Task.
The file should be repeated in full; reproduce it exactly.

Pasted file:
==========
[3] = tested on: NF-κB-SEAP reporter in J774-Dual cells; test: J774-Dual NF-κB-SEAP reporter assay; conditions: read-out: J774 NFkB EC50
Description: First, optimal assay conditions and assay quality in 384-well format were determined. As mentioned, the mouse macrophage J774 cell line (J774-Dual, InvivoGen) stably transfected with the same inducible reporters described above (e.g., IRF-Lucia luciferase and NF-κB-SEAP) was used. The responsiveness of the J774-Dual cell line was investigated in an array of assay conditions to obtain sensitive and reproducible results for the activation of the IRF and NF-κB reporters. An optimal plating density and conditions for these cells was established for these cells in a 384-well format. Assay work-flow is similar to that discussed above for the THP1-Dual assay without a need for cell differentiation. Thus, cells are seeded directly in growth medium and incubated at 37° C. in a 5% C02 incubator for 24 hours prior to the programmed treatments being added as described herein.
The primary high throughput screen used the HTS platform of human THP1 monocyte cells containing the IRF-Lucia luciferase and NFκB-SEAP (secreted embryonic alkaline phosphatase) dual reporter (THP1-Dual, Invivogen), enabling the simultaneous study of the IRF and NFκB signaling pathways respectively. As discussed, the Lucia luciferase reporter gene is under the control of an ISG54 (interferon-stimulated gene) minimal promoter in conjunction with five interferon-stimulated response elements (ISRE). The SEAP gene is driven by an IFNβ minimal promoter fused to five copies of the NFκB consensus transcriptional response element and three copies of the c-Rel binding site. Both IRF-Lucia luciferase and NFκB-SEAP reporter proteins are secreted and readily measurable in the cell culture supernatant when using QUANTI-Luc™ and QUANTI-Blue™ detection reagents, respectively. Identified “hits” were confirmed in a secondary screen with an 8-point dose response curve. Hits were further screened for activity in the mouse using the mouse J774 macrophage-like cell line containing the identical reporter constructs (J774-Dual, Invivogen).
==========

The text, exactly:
[3] = tested on: NF-κB-SEAP reporter in J774-Dual cells; test: J774-Dual NF-κB-SEAP reporter assay; conditions: read-out: J774 NFkB EC50
Description: First, optimal assay conditions and assay quality in 384-well format were determined. As mentioned, the mouse macrophage J774 cell line (J774-Dual, InvivoGen) stably transfected with the same inducible reporters described above (e.g., IRF-Lucia luciferase and NF-κB-SEAP) was used. The responsiveness of the J774-Dual cell line was investigated in an array of assay conditions to obtain sensitive and reproducible results for the activation of the IRF and NF-κB reporters. An optimal plating density and conditions for these cells was established for these cells in a 384-well format. Assay work-flow is similar to that discussed above for the THP1-Dual assay without a need for cell differentiation. Thus, cells are seeded directly in growth medium and incubated at 37° C. in a 5% C02 incubator for 24 hours prior to the programmed treatments being added as described herein.
The primary high throughput screen used the HTS platform of human THP1 monocyte cells containing the IRF-Lucia luciferase and NFκB-SEAP (secreted embryonic alkaline phosphatase) dual reporter (THP1-Dual, Invivogen), enabling the simultaneous study of the IRF and NFκB signaling pathways respectively. As discussed, the Lucia luciferase reporter gene is under the control of an ISG54 (interferon-stimulated gene) minimal promoter in conjunction with five interferon-stimulated response elements (ISRE). The SEAP gene is driven by an IFNβ minimal promoter fused to five copies of the NFκB consensus transcriptional response element and three copies of the c-Rel binding site. Both IRF-Lucia luciferase and NFκB-SEAP reporter proteins are secreted and readily measurable in the cell culture supernatant when using QUANTI-Luc™ and QUANTI-Blue™ detection reagents, respectively. Identified “hits” were confirmed in a secondary screen with an 8-point dose response curve. Hits were further screened for activity in the mouse using the mouse J774 macrophage-like cell line containing the identical reporter constructs (J774-Dual, Invivogen).